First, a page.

According to the Oxford Online Dictionary, panoptic is defined as showing or seeing the whole at one view. The etymology of this Greek word from the 1800s breaks down to simply pan (“all”) + optic (“seeing”) = all seeing (“Panoptic”, 2015). We shall call this the “Big Brother” effect. This panopticon, a theoretical concept of Jeremy Bentham, was a prototype of the modern prison—a circular institutional design that would keep prisoners isolated from each other but allow them to be observed at all times by the guards from a centralized tower. The prisoners would be unable to determine whether or when they were actually being watched and would therefore reflexively police themselves based on the knowledge that they could be observed. Foucault used the panopticon metaphor to explore the relationship between the power-knowledge concept (that comes from observing others) and systems of social control and people in a disciplinary situation.

 

Consider that society refuses to educate prisoners and refuses to make much more than a perfunctory attempt at rehabilitation while a prisoner is behind bars, but takes a “zero tolerance” approach to crime. Could it be that the unnecessarily high recidivism rates are related to the government’s refusal to provide meaningful opportunities for rehabilitation? When considered in light of the zealous proclivity for incarceration in this country, it is interesting to note that society believes expulsion to be inhumane.

 

The United Nations considers the forced expulsion of an individual from his country of nationality akin to a war crime. Article 15 of the Universal Declaration of Human Rights adopted by the UN General Assembly in 1948, notes that, “everyone has a right to a nationality.” According to ABC, “The declaration, which was adopted by the UN General Assembly in 1948 and written in response to the atrocities that occurred during World War II, also says, ‘no one shall be arbitrarily deprived of his nationality nor denied the right to change his nationality.’” This raises a very interesting point. The government is aware that it is unlawful to expel a citizen, so it cannot use expulsion as a punishment, and yet it ensures that a citizen is permanently branded and thereon forced to live with the myriad “collateral consequences” of a criminal record. Citizens so branded are shunned from and persecuted by society, which is, in effect, a type of expulsion. This form of castigation is tantamount to torture.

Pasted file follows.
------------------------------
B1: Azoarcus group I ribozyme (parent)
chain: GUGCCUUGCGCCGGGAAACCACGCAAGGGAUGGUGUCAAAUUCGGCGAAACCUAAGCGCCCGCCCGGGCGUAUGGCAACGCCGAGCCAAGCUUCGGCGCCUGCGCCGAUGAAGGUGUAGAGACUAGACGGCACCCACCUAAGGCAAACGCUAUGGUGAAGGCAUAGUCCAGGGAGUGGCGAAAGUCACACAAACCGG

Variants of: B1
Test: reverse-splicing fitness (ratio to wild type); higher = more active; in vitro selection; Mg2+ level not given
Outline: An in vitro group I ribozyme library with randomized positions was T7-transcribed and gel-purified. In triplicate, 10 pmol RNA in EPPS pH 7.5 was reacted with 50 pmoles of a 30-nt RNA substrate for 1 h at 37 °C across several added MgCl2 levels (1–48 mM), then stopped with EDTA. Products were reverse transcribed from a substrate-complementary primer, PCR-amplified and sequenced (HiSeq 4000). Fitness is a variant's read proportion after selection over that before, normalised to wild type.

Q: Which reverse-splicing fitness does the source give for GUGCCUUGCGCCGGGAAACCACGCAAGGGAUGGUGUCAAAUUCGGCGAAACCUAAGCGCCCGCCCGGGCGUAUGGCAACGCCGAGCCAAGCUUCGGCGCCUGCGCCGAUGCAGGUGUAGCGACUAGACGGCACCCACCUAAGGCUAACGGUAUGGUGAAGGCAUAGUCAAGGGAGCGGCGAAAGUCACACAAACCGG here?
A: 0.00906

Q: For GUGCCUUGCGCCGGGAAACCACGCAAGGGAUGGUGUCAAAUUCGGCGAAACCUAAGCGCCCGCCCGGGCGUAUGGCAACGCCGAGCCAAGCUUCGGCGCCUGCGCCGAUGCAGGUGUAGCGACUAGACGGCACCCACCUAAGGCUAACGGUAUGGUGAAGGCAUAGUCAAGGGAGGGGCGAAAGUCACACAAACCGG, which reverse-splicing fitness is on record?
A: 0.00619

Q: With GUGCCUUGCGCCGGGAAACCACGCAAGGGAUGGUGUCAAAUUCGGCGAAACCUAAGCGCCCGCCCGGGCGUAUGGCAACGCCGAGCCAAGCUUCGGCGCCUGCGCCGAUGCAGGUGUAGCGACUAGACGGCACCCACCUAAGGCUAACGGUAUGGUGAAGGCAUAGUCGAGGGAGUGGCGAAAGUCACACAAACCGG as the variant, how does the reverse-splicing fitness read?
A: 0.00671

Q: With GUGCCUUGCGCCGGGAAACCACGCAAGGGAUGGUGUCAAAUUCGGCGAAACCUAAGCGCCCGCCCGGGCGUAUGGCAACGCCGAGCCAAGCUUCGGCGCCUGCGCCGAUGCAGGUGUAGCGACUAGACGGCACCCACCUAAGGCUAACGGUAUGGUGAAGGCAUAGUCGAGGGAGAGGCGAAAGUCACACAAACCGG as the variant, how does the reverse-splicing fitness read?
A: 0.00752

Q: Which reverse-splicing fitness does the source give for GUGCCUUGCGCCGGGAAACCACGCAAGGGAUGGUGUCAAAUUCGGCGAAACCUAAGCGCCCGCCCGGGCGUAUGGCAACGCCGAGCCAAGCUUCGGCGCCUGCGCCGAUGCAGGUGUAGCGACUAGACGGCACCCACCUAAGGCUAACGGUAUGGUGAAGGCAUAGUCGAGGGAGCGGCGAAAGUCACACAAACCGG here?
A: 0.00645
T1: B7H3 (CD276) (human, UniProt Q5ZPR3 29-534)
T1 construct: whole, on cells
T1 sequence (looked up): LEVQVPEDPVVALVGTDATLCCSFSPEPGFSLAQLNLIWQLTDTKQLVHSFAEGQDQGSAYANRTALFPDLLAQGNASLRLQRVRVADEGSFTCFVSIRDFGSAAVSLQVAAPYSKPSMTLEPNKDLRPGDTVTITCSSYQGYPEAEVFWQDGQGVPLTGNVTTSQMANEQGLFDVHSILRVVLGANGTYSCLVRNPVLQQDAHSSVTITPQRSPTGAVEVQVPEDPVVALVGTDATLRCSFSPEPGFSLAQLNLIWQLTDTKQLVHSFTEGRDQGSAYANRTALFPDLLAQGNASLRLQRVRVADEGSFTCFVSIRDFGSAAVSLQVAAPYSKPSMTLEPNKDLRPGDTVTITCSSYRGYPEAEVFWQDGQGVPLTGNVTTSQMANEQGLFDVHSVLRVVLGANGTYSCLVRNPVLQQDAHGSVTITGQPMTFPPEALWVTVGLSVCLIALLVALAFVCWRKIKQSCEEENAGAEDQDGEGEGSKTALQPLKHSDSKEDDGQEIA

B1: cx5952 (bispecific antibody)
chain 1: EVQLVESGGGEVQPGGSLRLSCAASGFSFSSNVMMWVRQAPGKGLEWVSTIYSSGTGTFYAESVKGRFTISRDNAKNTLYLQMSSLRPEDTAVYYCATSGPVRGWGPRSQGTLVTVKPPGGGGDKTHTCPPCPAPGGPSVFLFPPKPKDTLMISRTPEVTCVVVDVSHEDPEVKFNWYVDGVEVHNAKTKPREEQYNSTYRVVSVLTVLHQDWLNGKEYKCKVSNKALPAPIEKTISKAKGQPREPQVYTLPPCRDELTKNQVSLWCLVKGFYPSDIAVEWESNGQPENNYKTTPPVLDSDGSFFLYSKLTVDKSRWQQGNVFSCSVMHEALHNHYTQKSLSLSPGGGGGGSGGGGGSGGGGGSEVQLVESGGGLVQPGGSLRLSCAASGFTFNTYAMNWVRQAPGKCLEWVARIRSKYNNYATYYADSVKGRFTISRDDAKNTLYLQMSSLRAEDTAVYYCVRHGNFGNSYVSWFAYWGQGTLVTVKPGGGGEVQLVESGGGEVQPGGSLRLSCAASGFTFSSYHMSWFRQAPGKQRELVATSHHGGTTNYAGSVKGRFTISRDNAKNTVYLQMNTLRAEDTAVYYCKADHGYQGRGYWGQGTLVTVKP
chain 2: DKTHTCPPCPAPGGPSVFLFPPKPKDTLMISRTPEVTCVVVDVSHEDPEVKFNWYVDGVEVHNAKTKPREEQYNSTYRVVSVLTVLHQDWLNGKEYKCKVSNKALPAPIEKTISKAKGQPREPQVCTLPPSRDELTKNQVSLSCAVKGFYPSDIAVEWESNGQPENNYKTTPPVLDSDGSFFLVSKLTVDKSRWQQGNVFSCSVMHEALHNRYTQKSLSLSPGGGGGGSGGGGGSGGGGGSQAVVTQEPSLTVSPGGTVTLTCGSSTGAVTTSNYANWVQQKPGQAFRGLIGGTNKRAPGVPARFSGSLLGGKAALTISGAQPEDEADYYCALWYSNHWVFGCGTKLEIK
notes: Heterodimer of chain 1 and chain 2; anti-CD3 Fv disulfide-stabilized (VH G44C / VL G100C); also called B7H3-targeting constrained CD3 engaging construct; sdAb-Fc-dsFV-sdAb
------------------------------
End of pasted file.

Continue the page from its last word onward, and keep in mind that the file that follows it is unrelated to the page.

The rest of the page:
As Foucault writes, “[Society] is unwilling to waste even what it has decided to disqualify” (1977, p. 301). Society acknowledges that they cannot completely get rid of you, so will instead make you serve some socially useful function. You will become the citizen to whom it is lawful to deny the ability to affect the choices of the government, and you will become the citizen upon whom it is appropriate to heap endless condemnation. Contrast this with the reality that none of us as adults signed an agreement—contractual or otherwise—with the government of the country where we were born. We are required to follow the laws of the land, whether or not they are logical or reasonable, and we are required to accept punishment for violating the laws no matter whether such punishments are just or whether our actions in thwarting an unjust law were moral. Under any other circumstances, this would be viewed as an unconscionable extortion. The words “perpetual total slavery” might be casually tossed around in a heated debate of this topic. There is no way to render oneself stateless, to step outside the circle of coercion to say to the state, “I have my own terms upon which we must come to an agreement before any arrangement can be made between us.” But throw in the illusion of democracy (that our government supports the rights and needs of its people rather than protecting the interests of the wealthy) somehow, just by being born, we have all agreed to be bound by this contract, though no individual has ever been given the opportunity to explicitly agree, nor has anyone ever had the precise terms of the agreement explained to him or her. Ignorance of the law, as we are obliged to know, is no defense.

 

At What Cost?

In defending the legacy of slavery, and the legitimacy of its semiotics, apologists inevitably come around to arguing the point that the “War Between the States” was not fought over the ownership of one race by another. Slavery is not the real reason for the war. That was a smokescreen designed to mask something more sinister. The North was insolvent and needed the resources of the South in order to survive. Far be it for me to state the obvious or to ask, scientist-like, how the South had amassed and intended to sustain its wealth. I am a turtle; I have an aversion to rabbit holes.